In my previous two posts I have been discussing The Last Trial by Scott Turow. (Links are at the end of this post.) It is a great book. This post deals with the end of the trial and more of my reflections from over four decades as a litigator.
After the prosecution rests the accused, Kiril, must decide if he will testify in the trial. It is his right. Defence counsel cannot keep him off the stand. As with many strong willed and accomplished accused Kiril wants the jury to see he is not the man portrayed by the prosecution. As I expected, Stern and Marta tell him directly and forcefully not to testify. Will he, a Nobel Prize winner, accustomed for decades to doing what he wants accept their advice? (I was reminded of an important Saskatchewan case in which Colin Thatcher, a former Provincial Cabinet Minister and the son of a former Premier, was on trial charged with murdering his wife. Against the advice of his trial lawyer he insisted on testifying and was convicted. In his book, Last Appeal, Thatcher said
Because of my legislative experience, I believed any jury would demand they hear me say, “I didn’t do it.” Choosing not to testify was a luxury I did not believe I had.
His hubris doomed him for he was savaged on cross-examination. I wrote a series of posts on the book which can be found by looking on my non-fiction page.)
Stern spends much of the day before he will give the closing argument thinking about his life and what he will say to the jury. (While I try to have the closing drafted before the trial it is inevitable that unexpected statements, the way in which certain evidence was given, the impression created by witnesses means my closing arguments have often changed during the trial and are not completed until sometime during the night before being delivered.)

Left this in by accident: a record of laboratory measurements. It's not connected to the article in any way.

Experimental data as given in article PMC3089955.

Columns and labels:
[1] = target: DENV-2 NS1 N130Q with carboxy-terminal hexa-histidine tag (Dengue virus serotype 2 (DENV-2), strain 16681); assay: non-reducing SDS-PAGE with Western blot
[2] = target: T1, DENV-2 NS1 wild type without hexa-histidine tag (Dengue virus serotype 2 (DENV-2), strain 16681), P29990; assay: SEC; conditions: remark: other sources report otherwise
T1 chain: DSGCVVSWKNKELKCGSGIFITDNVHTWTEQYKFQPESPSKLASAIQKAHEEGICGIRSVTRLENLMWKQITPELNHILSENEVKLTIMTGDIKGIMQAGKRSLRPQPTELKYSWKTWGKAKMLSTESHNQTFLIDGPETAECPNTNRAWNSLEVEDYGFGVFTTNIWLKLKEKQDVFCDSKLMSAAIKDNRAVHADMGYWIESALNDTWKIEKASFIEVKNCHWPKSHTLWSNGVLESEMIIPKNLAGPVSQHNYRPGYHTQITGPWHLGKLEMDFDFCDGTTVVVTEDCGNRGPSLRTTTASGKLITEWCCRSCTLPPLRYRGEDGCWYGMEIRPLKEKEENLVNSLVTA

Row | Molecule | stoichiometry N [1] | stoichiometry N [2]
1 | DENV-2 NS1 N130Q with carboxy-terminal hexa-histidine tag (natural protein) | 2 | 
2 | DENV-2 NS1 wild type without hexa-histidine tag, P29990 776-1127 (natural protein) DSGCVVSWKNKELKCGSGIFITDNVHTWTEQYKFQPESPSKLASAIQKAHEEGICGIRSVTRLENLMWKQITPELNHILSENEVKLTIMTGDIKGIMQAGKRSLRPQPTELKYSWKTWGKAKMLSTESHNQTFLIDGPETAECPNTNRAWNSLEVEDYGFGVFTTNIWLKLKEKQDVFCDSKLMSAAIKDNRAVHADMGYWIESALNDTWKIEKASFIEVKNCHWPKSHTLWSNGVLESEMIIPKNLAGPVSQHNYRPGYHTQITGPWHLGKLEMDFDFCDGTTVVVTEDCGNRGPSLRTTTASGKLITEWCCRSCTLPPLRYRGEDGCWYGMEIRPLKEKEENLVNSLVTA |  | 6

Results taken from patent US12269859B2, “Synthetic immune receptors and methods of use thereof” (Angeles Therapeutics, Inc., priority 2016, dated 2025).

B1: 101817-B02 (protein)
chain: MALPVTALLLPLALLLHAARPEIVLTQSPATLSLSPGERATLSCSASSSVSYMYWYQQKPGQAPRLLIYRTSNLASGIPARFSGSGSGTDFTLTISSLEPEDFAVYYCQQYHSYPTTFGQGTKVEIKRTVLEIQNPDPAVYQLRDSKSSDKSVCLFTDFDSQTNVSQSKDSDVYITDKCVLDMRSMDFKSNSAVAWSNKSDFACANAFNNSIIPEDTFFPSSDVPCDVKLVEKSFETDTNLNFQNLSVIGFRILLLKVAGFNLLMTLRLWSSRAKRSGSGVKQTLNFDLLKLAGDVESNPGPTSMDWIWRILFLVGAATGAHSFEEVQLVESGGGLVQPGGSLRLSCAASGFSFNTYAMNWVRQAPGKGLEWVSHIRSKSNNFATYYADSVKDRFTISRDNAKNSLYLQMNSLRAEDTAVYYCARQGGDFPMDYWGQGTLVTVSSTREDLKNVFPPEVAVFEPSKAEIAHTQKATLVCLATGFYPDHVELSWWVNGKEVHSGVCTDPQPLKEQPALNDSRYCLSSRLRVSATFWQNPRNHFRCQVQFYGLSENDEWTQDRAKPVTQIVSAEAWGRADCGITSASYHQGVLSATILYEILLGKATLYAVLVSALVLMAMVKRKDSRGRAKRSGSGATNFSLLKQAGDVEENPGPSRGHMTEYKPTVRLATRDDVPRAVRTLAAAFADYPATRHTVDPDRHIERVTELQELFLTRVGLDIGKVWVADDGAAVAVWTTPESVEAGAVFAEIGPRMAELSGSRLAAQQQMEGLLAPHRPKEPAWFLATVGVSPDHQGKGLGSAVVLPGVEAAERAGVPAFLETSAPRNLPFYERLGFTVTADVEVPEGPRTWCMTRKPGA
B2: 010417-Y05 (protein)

Stern’s closing address is beautiful. It is eloquent. It is moving. He presents clearly the positions of the accused. He hammers home the dishonesty of a pivotal witness. (I once described a key witness for the Crown in a closing argument as follows:
She has practiced deceit for a long long time. She has deceived people for years. I submit she tried to deceive you.
I am not sure she knows how to tell the truth.
She has told so many stories trying to conceal or deny what happened. Finally at this trial the truth has come out.
The number of witnesses does not prove a case but equally you are entitled to consider what evidence was called that supported what she said happened.
She was the only Crown witness on the events. She was contradicted by her husband, her children, her sisters-in-law, her friend, her employer and her sister. Who came forward to support and confirm her evidence? No one because there was no one. Not even herself. She contradicted herself throughout her evidence.
I ask you to find my client not guilty of all the charges.
Stern sets out the alternative to Kiril. Every flaw in the State’s case is exposed.
Yet beneath the eloquence are troubling facts for Kiril. (I was not sure what the jury would do with the case.)
There is a twist I had not seen coming that was completely plausible for a narcissist like Kiril.
Stern reminds me of Atticus Finch. Both are lawyers of great substance but not flamboyance. Their presence and manner inspire confidence in clients. (Facing a trial is a dark time for the accused. I advise clients we are doing our best for them and will put our record of success against any firm. Many need such reassurance.)
It is not a Hollywood ending. It is a Stern ending. He has loved and respected the law for almost six decades. He has been a character in Turow’s books for over 35 years. I am sad to see his career end. I am glad there was a great last case for him. (When I reach the end as a lawyer, a time that is sometime in the future, I hope I can be as graceful as Stern.)